by Julie Cleveland
Most older adults have probably been to a hospital at least once in their lifetime. They may know well the sights, sounds, and smells of the hospital. What they probably don't know is what keeps a hospital running well. One of the individuals essential for maintaining and improving a hospital's operations is the medical director. Dr. Eric B. Larson has been University of Washington Medical Center's (UWMC) medical director from 1989 - 2002, a length often unheard of in such a demanding and high-paced line of work. Dr. Larson was responsible for patient safety, compliance with external regulations, balancing the budget, and making sure medical care at UWMC was running smoothly and efficiently. Larson states, "It's a wonderful job. Hardly any day is the same. One of the reasons I took the job was because I have a tremendous interest in improving patient care and how people respond to patient care."
In addition to his responsibilities as medical director, Dr. Larson sees patients and does research on aging and dementia. He helped start the Geriatric and Family Services Clinic at the UW in 1978. He is particularly interested in geriatrics because he is fascinated by the interface between health maintenance, illness, and care of persons with chronic diseases. In his words, "First and foremost I am a doctor. I like to use a combination of science, skill and caring to help people get better. I think if you look at where people need the most help, it's clear that older adults and especially those with chronic diseases need lots of help."
Dr. Larson hopes people recognize the tremendous advances that have been made in Alzheimer's research in the past 30 years. "We know so much more then when I started practicing medicine in 1973. The services are so much better than they used to be. Dementia is still a very frustrating problem for everyone, but I think we have to feel good about where we are and about the opportunities for the future."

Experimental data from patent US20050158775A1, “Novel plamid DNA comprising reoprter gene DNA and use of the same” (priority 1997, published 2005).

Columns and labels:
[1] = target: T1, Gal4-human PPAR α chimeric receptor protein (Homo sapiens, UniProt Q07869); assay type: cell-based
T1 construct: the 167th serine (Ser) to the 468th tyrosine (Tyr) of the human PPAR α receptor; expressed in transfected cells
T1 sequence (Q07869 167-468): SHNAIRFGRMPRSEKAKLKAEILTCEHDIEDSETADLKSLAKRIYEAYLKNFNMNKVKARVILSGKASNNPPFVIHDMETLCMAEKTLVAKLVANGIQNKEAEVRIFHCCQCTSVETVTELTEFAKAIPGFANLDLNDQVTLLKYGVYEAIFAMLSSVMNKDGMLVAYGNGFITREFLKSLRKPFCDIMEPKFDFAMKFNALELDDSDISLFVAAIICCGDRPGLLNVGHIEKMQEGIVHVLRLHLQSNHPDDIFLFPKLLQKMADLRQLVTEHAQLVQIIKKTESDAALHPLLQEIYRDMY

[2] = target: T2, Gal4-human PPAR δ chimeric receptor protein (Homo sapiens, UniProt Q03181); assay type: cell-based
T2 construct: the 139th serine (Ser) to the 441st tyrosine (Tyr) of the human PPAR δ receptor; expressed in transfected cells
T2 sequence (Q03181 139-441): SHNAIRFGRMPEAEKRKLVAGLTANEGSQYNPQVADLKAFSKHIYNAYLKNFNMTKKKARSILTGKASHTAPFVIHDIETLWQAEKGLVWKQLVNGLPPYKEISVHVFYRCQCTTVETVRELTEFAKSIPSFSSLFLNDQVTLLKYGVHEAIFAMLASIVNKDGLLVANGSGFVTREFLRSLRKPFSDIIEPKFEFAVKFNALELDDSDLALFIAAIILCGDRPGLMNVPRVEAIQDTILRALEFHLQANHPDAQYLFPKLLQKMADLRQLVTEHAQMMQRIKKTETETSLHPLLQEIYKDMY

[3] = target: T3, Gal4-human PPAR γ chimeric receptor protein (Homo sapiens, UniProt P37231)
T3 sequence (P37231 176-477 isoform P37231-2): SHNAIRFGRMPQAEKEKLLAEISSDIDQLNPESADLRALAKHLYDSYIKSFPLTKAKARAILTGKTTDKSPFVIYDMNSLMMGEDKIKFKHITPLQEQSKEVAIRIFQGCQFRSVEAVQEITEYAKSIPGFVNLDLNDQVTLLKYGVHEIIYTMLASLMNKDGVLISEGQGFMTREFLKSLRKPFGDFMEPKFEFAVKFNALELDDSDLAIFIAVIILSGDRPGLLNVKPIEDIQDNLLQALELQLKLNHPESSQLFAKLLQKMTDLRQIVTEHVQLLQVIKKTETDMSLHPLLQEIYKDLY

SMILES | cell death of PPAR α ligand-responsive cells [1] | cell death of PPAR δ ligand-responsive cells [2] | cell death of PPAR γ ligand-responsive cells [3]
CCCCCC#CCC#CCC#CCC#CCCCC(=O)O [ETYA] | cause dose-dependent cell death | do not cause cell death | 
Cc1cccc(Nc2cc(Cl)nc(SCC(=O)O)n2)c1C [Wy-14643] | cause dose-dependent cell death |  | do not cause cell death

On Nov. 1, Dr. Larson stepped down as medical director at UWMC, and accepted a position as director at the Center for Health Studies (CHS) at the Group Health Cooperative in Seattle. CHS is a public interest research institution that promotes the prevention and effective treatment of major health problems. Larson's decision to change positions was motivated primarily because of his desire to spend more time doing scholarship, and to use research to improve the quality of the nation's health care. He states, "I have been working for 13 years to make this institution [UWMC] the best possible, and in many ways I have succeeded, but I wanted to play a role in a larger way, and you can do that through research." As CHS director he will be responsible for the scientific and administrative leadership of the center, which conducts epidemiological, health services, behavioral, and clinical research to benefit Group Health members and the general public.
Dr. Larson's personal life is as full and varied as his professional one. He enjoys hiking, skiing, reading, and playing squash. He is also the medical director for the Steven's Pass ski patrol. However, the biggest part of his life is his wife and three sons. Larson says, "We're very close as a family. We try to spend a lot of time together even though we also work hard." Dr. Larson plays the piano, and his wife is an accomplished violinist. They play duets together, as well as with other chamber musicians. "We met each other when she was a medical student and I was an intern. On our first date I asked her to bring her violin, and we played the Beethoven Spring Sonata."
When asked what has been among his most meaningful experiences as medical director, Dr. Larson notes, "I've made a lot of tremendous relationships with people who were committed to working together to achieve a truly common good." He adds, "I'm very proud of the progress we've made since I've been medical director. We are top-ranked, and we have a culture of quality and service excellence."
From everyone at the ADRC, we thank you Dr. Larson for all of your years of commitment, caring, and going above and beyond the call of duty. We wish you all of the best in the years to come!